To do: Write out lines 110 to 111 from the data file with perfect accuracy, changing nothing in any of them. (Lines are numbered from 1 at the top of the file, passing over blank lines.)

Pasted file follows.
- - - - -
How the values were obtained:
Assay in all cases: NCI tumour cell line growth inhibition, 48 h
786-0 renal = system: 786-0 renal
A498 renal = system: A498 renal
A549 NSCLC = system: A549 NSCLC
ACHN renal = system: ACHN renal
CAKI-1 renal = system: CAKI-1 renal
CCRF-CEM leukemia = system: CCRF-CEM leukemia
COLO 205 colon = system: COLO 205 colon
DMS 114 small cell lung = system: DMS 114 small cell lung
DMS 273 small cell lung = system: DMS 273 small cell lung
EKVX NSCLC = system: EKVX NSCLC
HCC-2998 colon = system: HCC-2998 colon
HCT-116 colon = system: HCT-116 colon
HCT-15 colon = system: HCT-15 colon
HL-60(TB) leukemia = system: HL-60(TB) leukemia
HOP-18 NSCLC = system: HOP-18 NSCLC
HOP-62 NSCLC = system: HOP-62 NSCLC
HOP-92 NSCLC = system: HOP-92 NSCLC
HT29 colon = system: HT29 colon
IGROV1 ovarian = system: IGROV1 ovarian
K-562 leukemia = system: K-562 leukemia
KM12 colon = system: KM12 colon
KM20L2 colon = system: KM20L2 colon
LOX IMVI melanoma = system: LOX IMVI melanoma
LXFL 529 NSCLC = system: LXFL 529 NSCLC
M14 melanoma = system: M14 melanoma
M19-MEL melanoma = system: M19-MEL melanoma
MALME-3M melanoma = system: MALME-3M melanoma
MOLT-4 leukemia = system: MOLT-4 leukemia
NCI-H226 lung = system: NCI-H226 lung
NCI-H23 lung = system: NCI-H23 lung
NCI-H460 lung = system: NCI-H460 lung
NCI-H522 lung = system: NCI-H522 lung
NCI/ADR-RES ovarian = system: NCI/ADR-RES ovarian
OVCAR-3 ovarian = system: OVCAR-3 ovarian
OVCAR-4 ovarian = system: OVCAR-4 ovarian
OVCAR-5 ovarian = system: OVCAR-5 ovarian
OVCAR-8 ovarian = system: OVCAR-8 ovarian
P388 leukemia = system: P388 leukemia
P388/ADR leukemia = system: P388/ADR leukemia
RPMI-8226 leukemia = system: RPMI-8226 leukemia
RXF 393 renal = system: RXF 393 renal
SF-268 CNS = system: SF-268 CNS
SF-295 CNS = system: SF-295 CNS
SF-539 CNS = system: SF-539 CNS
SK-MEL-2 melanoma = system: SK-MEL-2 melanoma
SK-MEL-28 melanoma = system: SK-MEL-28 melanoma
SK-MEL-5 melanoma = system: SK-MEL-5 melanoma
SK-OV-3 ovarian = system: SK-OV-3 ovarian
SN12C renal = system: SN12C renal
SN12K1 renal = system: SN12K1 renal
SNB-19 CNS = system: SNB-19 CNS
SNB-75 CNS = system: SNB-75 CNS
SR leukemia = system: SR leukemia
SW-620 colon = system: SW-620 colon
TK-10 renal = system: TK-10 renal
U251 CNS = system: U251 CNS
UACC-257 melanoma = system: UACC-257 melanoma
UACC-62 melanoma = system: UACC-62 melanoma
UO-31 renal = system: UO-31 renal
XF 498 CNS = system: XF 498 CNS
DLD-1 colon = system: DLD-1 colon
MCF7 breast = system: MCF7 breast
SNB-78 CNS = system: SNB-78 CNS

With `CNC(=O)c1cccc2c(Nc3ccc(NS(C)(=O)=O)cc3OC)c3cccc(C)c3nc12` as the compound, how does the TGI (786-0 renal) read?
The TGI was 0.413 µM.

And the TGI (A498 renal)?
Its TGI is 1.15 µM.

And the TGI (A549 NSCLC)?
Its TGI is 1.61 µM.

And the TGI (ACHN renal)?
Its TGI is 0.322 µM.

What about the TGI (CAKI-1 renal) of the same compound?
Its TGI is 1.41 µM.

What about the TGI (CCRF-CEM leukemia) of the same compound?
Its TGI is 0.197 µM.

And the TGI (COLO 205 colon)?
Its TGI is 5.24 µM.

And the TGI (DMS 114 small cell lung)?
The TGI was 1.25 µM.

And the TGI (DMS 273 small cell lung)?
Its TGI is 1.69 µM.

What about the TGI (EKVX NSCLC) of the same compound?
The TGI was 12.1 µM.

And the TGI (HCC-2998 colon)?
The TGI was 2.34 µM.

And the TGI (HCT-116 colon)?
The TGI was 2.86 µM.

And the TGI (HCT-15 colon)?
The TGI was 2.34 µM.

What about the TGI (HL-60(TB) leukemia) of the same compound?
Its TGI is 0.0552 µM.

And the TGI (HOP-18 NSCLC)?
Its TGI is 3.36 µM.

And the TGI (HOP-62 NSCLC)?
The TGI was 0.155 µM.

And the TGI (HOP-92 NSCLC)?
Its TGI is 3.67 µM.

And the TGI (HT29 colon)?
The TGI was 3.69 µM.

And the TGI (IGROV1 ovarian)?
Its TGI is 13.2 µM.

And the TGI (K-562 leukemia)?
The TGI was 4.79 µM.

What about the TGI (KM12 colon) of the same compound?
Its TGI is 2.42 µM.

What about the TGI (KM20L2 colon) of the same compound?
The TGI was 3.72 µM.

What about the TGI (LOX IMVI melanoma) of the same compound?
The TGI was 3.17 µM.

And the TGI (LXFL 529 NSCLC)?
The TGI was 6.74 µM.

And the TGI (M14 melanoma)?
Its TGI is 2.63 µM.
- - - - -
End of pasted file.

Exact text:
What about the TGI (LOX IMVI melanoma) of the same compound?
The TGI was 3.17 µM.